Driving the evolution of the bodyarea network BAN this technology promises to provide a secure lowcost method for implementing shortrange lowdatarate wireless communication with low power consumption

Driving the evolution of the body-area network (BAN), this technology promises to provide a secure, low-cost method for implementing short-range, low-data-rate wireless communication with low power consumption.

Human Body Serves As Secure Communications Channel

Technology dreamers envision a future in which individuals do not use access points, but instead function as their own communications hubs. Among the companies moving the world closer to that reality is Microchip Technology, Inc., which just unveiled its BodyCom technology. This technology gives designers a framework to use the human body as a secure communication channel. Compared to existing wireless methods, it promises to provide lower energy consumption while increasing security via bidirectional authentication. Because no RF antennas are required, BodyCom technology also allows for simple circuit-level designs and a low bill of materials (BOM). 

At its heart, BodyCom technology is activated by capacitively coupling to the human body (see figure). The system then begins communicating bidirectionally between a centralized controller and one or more wireless units. By eliminating the need for a wireless transceiver or high-power inductive fields, BodyCom technology lengthens battery life.

In addition to eliminating the need for antennas, BodyCom simplifies development by using a low-frequency framework with a common microcontroller and standard active-front-end (AFE) frequencies (125 kHz and 8 MHz). Thus, no external reference crystals are needed. Because it complies with Federal Communications Commission (FCC) Part 15-B for radiated emissions, the technology also eliminates the cost and complexity of certification.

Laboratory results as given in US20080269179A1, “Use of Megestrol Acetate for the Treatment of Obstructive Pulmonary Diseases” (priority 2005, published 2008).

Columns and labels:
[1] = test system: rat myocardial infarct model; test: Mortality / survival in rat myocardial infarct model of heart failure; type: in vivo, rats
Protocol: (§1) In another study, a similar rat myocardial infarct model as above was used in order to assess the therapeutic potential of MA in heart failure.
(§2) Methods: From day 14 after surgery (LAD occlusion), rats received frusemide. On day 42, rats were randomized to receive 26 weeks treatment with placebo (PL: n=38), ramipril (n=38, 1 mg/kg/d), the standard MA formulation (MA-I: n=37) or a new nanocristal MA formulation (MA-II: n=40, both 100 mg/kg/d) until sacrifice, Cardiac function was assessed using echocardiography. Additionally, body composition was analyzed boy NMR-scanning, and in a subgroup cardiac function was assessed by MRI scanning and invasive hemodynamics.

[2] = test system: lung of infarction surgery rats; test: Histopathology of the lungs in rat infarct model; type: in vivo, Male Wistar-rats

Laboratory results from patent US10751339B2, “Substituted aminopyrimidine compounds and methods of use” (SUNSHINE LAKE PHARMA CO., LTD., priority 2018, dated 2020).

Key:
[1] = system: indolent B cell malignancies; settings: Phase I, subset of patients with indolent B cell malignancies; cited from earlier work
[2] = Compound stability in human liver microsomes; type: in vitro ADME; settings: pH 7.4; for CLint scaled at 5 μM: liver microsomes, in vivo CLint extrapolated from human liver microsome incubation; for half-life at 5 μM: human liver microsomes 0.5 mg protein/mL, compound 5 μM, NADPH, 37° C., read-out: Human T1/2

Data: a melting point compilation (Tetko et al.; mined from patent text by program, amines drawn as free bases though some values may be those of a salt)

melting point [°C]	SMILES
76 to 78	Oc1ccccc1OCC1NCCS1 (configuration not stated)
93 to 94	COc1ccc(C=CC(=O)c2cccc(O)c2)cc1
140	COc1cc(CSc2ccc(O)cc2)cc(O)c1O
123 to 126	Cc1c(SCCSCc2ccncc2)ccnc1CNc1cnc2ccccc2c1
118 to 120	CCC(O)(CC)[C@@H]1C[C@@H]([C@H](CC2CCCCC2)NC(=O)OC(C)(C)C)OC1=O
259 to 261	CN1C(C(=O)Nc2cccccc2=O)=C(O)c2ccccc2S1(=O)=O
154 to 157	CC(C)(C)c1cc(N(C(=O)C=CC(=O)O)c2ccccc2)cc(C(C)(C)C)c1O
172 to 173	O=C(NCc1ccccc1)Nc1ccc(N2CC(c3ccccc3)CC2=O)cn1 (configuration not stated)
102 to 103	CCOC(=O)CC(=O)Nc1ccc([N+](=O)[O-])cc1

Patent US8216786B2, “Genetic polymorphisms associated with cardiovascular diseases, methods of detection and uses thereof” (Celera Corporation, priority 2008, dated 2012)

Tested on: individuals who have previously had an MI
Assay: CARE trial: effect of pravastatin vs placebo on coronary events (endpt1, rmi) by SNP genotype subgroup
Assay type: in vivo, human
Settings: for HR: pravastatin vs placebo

To keep this human-body-network secure, bidirectional authentication can be added. It supports advanced encryption, such as KeeLoq technology and Advanced Encryption Standards (AES). For example, BodyCom technology promises to help prevent the “Relay Attack” problem that is typical in automotive passive remote-keyless-entry (RKE) security systems. Example applications for this technology include access control (security systems, home/industrial door locks, pet doors); personal safety and security (equipment access/disable, power tools, firearms, computer systems); medical (patient monitoring, hospital-room access, equipment tracking); and consumer (profile management for gaming consoles and exercise equipment).

Key to this technology’s purported ease of use is the BodyCom Development V1.0 Framework. That framework includes a communication library, application code examples, and a development graphical user interface (GUI) for use on personal computers. It is supplied through free software libraries, which work on all of Microchip’s 8-, 16-, and 32-b PIC microcontrollers. In addition, the BodyCom Development Kit, which comes with a central controller unit and two wireless mobile units, is available for $149.

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